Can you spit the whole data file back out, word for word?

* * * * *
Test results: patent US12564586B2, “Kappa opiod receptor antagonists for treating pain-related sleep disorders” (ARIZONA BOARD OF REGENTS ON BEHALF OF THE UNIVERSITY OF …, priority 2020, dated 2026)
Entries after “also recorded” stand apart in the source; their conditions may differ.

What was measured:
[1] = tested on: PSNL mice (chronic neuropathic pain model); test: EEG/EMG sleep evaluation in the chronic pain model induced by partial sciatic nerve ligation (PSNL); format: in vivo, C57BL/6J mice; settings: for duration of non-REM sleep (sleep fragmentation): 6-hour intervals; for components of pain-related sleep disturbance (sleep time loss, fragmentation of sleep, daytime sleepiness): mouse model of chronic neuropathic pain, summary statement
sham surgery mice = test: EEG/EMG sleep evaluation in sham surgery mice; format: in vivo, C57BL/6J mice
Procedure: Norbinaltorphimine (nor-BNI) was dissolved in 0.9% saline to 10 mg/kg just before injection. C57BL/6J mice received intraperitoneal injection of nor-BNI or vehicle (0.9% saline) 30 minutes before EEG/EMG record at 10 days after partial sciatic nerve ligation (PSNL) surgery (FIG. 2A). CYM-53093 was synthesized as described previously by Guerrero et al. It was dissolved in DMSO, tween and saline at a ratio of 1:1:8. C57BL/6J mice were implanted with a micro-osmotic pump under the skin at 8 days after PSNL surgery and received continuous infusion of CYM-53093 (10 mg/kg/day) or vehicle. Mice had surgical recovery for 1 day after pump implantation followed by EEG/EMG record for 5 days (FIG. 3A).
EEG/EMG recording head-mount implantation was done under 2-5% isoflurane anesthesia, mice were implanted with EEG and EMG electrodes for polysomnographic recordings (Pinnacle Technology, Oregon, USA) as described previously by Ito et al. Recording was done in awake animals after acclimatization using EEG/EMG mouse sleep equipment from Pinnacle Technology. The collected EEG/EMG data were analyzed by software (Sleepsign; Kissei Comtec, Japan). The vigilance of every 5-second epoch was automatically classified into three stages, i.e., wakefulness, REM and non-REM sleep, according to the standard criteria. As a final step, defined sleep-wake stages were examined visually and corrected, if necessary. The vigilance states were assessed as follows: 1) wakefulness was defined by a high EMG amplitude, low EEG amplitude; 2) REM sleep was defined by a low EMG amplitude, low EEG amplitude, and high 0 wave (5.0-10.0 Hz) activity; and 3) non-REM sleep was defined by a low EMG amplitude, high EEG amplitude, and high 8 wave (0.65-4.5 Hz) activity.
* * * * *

Test results: patent US12564586B2, “Kappa opiod receptor antagonists for treating pain-related sleep disorders” (ARIZONA BOARD OF REGENTS ON BEHALF OF THE UNIVERSITY OF …, priority 2020, dated 2026)
Entries after “also recorded” stand apart in the source; their conditions may differ.

What was measured:
[1] = tested on: PSNL mice (chronic neuropathic pain model); test: EEG/EMG sleep evaluation in the chronic pain model induced by partial sciatic nerve ligation (PSNL); format: in vivo, C57BL/6J mice; settings: for duration of non-REM sleep (sleep fragmentation): 6-hour intervals; for components of pain-related sleep disturbance (sleep time loss, fragmentation of sleep, daytime sleepiness): mouse model of chronic neuropathic pain, summary statement
sham surgery mice = test: EEG/EMG sleep evaluation in sham surgery mice; format: in vivo, C57BL/6J mice
Procedure: Norbinaltorphimine (nor-BNI) was dissolved in 0.9% saline to 10 mg/kg just before injection. C57BL/6J mice received intraperitoneal injection of nor-BNI or vehicle (0.9% saline) 30 minutes before EEG/EMG record at 10 days after partial sciatic nerve ligation (PSNL) surgery (FIG. 2A). CYM-53093 was synthesized as described previously by Guerrero et al. It was dissolved in DMSO, tween and saline at a ratio of 1:1:8. C57BL/6J mice were implanted with a micro-osmotic pump under the skin at 8 days after PSNL surgery and received continuous infusion of CYM-53093 (10 mg/kg/day) or vehicle. Mice had surgical recovery for 1 day after pump implantation followed by EEG/EMG record for 5 days (FIG. 3A).
EEG/EMG recording head-mount implantation was done under 2-5% isoflurane anesthesia, mice were implanted with EEG and EMG electrodes for polysomnographic recordings (Pinnacle Technology, Oregon, USA) as described previously by Ito et al. Recording was done in awake animals after acclimatization using EEG/EMG mouse sleep equipment from Pinnacle Technology. The collected EEG/EMG data were analyzed by software (Sleepsign; Kissei Comtec, Japan). The vigilance of every 5-second epoch was automatically classified into three stages, i.e., wakefulness, REM and non-REM sleep, according to the standard criteria. As a final step, defined sleep-wake stages were examined visually and corrected, if necessary. The vigilance states were assessed as follows: 1) wakefulness was defined by a high EMG amplitude, low EEG amplitude; 2) REM sleep was defined by a low EMG amplitude, low EEG amplitude, and high 0 wave (5.0-10.0 Hz) activity; and 3) non-REM sleep was defined by a low EMG amplitude, high EEG amplitude, and high 8 wave (0.65-4.5 Hz) activity.